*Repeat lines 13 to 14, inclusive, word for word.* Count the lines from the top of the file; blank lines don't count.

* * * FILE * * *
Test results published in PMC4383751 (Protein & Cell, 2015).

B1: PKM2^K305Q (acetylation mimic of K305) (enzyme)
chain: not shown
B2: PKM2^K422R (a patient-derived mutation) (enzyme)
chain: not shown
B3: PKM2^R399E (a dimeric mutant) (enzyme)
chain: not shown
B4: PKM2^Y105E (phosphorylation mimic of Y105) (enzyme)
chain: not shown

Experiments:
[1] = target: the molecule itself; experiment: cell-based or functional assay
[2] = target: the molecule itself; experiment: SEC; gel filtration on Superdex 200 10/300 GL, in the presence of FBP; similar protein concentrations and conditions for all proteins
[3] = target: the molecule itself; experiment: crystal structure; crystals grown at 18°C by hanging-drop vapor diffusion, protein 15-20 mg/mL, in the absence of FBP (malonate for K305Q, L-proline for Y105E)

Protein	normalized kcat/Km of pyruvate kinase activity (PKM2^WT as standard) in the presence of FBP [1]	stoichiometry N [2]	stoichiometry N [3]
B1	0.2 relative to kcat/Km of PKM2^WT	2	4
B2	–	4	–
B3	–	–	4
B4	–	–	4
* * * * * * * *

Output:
[3] = target: the molecule itself; experiment: crystal structure; crystals grown at 18°C by hanging-drop vapor diffusion, protein 15-20 mg/mL, in the absence of FBP (malonate for K305Q, L-proline for Y105E)

Protein	normalized kcat/Km of pyruvate kinase activity (PKM2^WT as standard) in the presence of FBP [1]	stoichiometry N [2]	stoichiometry N [3]